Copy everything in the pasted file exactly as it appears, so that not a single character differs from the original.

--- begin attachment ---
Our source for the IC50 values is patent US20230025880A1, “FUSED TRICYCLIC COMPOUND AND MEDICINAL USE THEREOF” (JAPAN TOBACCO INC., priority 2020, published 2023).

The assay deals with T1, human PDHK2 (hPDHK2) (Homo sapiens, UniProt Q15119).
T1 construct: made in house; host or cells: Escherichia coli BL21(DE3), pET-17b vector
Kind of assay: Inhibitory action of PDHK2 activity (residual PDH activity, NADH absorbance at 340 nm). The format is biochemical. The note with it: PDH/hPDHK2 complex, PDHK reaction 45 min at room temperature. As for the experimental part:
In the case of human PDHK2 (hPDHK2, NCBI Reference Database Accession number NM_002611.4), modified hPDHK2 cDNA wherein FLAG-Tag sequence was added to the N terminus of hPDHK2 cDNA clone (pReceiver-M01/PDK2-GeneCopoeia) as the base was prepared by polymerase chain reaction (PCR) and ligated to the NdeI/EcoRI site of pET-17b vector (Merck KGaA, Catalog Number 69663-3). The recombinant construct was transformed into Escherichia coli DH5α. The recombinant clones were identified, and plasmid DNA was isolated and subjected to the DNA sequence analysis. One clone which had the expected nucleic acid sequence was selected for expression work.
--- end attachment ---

Our source for the IC50 values is patent US20230025880A1, “FUSED TRICYCLIC COMPOUND AND MEDICINAL USE THEREOF” (JAPAN TOBACCO INC., priority 2020, published 2023).

The assay deals with T1, human PDHK2 (hPDHK2) (Homo sapiens, UniProt Q15119).
T1 construct: made in house; host or cells: Escherichia coli BL21(DE3), pET-17b vector
Kind of assay: Inhibitory action of PDHK2 activity (residual PDH activity, NADH absorbance at 340 nm). The format is biochemical. The note with it: PDH/hPDHK2 complex, PDHK reaction 45 min at room temperature. As for the experimental part:
In the case of human PDHK2 (hPDHK2, NCBI Reference Database Accession number NM_002611.4), modified hPDHK2 cDNA wherein FLAG-Tag sequence was added to the N terminus of hPDHK2 cDNA clone (pReceiver-M01/PDK2-GeneCopoeia) as the base was prepared by polymerase chain reaction (PCR) and ligated to the NdeI/EcoRI site of pET-17b vector (Merck KGaA, Catalog Number 69663-3). The recombinant construct was transformed into Escherichia coli DH5α. The recombinant clones were identified, and plasmid DNA was isolated and subjected to the DNA sequence analysis. One clone which had the expected nucleic acid sequence was selected for expression work.